Exclusive: Is ICC ignoring 'severe' health risks of players due to pollution?

Jasvinder Sidhu
04 Nov 2023
New Update
Arun Jaitley Stadium Delhi Pollution

Mumbai: Is the International Cricket Council (ICC) risking the health of international cricketers who are scheduled to play in heavily polluted Mumbai and Delhi? 


The Bangladesh team had to cancel its practice session in Delhi on Friday due to bad air before the match against Sri Lanka on Saturday. It seems the ICC is ignoring its parameters regarding playing in severe pollution conditions.

According to Central Pollution Control Board data, the air quality index (AQI) was recorded at 413, which is a severe category as per the board's parameters. It also suggests that air quality is going to remain bad in the coming days in Delhi.

According to members' playing agreement conditions and terms for the ICC Cricket World Cup-related to environmental conditions read as follows, "As per the current playing conditions for all formats of international cricket, match officials have the authority to decide if it would be dangerous or unreasonable for play to take place or continue in extreme weather conditions. The matchday doctor (MDD) will report to match officials any concerning temperature, humidity, or air quality readings anticipated for the duration of the match day. The MDD, in consultation with the Chief Medical Officer (CMO), may provide medical recommendations to the match referee regarding any concerning environmental conditions. The ICC Match Referee will make the final call on how to manage environmental conditions on match day.”


NewsDrum sent a questionnaire regarding pollution situations in Delhi and Mumbai to the Chief Medical Officer of the World Cup, Dr. Charles Minz, on Friday evening, but there was no response till this story was published.

“Air pollution is mostly observed in India during the autumn months (September end to November) due to large-scale crop burning,” reads members' playing agreement conditions.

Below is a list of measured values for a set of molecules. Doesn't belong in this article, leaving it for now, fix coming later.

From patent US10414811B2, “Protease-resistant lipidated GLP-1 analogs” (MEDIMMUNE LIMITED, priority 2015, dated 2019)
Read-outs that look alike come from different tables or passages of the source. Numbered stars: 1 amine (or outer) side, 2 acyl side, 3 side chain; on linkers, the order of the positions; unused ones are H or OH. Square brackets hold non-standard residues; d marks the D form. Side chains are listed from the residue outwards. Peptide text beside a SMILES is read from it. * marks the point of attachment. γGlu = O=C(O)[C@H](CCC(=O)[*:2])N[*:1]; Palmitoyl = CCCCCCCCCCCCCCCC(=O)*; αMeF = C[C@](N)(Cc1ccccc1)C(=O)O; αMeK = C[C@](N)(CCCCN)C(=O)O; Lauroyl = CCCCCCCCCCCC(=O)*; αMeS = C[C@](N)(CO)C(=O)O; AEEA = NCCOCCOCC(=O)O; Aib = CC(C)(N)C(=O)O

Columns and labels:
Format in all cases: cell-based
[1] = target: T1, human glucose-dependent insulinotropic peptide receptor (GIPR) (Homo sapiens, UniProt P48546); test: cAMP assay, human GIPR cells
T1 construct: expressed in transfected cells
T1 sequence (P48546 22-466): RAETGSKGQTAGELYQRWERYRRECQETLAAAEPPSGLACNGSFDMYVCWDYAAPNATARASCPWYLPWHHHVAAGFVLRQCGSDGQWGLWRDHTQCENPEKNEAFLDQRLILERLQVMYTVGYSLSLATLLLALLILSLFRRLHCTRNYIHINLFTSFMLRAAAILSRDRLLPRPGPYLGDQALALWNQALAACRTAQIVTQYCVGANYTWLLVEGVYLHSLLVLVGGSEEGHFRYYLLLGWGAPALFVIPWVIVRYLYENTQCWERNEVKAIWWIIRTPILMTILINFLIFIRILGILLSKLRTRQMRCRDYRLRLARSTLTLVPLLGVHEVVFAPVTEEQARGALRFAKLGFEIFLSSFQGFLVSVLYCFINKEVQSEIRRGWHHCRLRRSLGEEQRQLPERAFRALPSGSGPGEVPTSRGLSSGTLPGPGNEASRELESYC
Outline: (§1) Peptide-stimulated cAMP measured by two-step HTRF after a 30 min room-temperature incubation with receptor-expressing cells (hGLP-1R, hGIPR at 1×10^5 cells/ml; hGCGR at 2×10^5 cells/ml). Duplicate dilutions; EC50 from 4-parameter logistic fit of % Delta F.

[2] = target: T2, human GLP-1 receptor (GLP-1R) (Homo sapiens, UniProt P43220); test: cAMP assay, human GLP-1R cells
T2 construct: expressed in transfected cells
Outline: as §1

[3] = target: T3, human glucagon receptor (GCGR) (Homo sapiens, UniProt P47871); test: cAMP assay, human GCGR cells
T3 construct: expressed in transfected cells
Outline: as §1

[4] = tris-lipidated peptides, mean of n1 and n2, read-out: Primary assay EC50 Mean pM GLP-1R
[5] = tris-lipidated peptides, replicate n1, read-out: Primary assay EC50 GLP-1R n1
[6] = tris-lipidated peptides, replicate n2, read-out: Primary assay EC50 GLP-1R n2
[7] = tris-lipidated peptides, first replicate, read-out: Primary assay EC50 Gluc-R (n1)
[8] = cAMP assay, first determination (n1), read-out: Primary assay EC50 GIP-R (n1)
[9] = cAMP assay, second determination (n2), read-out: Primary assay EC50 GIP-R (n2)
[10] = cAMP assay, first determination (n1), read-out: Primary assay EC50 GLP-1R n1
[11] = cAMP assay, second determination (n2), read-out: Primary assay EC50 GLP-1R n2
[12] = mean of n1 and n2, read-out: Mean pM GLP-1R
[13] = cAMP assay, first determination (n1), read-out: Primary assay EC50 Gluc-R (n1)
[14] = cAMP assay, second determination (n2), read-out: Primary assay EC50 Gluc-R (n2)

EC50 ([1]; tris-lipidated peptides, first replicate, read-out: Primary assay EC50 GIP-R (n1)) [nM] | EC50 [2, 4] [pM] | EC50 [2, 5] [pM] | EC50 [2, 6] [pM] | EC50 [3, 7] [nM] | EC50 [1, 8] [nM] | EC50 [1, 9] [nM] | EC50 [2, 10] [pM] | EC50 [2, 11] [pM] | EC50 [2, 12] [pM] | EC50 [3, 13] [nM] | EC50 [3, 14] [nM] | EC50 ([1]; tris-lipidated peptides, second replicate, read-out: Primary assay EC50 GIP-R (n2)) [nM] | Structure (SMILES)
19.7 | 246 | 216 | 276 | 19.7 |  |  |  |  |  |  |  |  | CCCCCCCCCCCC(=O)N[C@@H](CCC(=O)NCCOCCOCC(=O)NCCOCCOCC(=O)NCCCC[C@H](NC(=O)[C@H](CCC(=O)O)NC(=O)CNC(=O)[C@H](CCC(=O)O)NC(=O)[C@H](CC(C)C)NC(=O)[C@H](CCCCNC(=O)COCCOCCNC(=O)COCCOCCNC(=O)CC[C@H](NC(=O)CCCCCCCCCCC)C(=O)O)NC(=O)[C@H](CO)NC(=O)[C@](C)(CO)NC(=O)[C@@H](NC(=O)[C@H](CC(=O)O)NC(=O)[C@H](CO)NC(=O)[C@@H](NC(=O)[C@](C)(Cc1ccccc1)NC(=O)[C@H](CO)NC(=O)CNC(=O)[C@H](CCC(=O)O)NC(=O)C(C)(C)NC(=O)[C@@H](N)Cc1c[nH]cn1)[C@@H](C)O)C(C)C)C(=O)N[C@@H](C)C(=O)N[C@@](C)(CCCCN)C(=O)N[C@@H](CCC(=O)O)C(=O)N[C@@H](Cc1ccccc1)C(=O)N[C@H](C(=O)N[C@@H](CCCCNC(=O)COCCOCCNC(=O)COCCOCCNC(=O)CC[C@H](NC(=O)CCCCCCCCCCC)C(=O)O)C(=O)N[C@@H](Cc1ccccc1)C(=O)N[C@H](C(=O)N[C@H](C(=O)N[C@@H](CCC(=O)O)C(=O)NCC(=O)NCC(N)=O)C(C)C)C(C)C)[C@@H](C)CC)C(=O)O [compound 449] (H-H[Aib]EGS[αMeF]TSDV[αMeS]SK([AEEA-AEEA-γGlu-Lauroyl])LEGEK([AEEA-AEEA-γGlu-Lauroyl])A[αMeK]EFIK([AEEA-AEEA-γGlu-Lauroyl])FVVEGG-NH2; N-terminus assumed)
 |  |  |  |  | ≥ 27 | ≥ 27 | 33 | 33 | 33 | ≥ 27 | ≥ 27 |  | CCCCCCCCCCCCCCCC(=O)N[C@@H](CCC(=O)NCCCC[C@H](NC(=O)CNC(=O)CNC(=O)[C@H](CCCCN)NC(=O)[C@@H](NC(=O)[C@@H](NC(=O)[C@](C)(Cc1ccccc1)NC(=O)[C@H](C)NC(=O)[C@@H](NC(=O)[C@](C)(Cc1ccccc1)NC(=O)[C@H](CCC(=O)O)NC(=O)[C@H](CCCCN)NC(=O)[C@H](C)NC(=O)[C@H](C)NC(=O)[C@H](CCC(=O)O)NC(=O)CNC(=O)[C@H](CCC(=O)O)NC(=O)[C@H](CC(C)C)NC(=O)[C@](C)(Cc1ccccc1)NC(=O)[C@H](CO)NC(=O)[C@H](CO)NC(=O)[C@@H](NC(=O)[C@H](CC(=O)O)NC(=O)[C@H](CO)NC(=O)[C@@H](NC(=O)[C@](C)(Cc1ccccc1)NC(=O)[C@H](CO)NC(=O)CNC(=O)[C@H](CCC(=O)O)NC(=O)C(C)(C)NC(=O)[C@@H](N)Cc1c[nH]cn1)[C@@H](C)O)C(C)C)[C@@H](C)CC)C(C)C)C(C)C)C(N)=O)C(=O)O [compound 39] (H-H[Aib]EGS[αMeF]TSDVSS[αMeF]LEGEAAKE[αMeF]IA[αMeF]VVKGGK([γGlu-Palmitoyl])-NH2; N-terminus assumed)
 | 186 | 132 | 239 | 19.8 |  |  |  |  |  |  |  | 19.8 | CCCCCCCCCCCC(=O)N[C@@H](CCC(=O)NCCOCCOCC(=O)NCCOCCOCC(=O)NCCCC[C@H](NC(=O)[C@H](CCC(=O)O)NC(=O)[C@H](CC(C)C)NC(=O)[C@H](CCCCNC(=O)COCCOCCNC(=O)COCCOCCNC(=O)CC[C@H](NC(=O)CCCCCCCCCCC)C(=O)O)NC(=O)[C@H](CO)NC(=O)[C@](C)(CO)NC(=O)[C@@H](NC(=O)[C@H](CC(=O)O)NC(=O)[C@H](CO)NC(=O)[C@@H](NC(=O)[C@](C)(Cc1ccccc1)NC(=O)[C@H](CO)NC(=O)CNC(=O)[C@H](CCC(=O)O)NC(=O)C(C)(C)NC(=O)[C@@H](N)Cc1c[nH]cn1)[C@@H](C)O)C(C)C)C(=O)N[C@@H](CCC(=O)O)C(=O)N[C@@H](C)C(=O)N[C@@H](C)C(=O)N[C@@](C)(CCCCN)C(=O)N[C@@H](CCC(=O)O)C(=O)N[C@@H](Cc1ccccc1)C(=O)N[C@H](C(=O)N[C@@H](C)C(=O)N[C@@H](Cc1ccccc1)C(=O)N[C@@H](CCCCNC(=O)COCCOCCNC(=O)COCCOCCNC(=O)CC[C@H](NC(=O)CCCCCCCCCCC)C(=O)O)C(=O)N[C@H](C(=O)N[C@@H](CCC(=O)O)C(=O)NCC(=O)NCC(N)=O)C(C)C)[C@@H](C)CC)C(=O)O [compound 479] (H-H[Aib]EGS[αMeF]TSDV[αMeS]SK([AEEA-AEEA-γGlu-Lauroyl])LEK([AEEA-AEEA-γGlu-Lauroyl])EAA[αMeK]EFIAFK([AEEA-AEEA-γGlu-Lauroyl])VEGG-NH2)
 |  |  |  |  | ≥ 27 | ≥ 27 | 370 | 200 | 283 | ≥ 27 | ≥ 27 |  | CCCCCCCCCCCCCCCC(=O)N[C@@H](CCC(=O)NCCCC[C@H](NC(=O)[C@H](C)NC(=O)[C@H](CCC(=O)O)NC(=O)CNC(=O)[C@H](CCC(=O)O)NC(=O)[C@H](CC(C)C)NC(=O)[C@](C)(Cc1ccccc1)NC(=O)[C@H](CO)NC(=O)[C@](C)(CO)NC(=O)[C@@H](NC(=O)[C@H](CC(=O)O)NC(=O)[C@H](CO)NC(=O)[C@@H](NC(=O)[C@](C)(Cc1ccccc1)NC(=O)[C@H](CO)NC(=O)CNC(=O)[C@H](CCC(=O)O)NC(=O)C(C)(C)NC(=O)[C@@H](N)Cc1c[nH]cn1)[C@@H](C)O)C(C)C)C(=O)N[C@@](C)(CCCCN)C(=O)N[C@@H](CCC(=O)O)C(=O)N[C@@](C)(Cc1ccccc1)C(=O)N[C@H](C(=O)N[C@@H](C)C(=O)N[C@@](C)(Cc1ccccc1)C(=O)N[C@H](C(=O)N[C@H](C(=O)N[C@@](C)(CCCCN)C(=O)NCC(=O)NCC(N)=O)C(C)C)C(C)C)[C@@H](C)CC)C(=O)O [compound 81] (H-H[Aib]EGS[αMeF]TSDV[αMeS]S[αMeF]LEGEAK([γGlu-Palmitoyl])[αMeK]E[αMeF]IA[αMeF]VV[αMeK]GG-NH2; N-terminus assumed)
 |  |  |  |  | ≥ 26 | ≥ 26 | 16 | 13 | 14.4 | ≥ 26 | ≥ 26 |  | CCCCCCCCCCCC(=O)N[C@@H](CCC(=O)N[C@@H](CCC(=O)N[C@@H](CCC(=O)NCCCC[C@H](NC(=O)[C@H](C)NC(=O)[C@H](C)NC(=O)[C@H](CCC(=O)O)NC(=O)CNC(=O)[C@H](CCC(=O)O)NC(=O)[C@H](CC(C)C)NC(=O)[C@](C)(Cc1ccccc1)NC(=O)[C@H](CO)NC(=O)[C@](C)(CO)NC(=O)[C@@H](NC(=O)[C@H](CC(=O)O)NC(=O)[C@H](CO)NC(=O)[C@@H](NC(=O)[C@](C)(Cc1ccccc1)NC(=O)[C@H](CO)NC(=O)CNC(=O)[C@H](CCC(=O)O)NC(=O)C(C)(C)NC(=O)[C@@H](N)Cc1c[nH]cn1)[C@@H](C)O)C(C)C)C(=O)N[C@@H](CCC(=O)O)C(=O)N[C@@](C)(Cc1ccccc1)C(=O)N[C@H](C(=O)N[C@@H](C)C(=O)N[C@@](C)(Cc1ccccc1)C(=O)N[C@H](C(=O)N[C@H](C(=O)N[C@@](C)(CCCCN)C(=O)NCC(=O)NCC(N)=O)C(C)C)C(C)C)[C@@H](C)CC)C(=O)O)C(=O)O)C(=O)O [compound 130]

“Although the government has set policies to reduce atmospheric pollution during this season and has markedly reduced air pollution, there remains a remote possibility. If relevant, on match days, both the CMO, the MDD, and the ICC Match Referee will monitor air quality, and the ICC Match Referee will be responsible for applying the ICC guidelines as required. Team doctors (TDs) are encouraged to inform the MDD and CMO at the matchday medical briefing if any of their players suffer from respiratory conditions such as asthma. These players will be at higher risk of exacerbation and will need to be monitored closely. TDs should also encourage their players on match days to inform on-field umpires if they are feeling unwell or having breathing difficulties due to the poor air quality.”

Indian captain Rohit Sharma was asked about the pollution in Mumbai before the pre-match press conference against Sri Lanka.

“I mean, in an ideal world, you don't want a situation like this, but I'm pretty sure the concerned people are taking the necessary steps to avoid these kinds of situations,” Rohit said. “It's not ideal; everyone knows that. But, looking at our future generation—your kids, my kids—they must get to live without any fear. So, yeah, every time I get to speak outside of cricket, if we are not discussing cricket, I always talk about this. You know we have to look after our future generation.”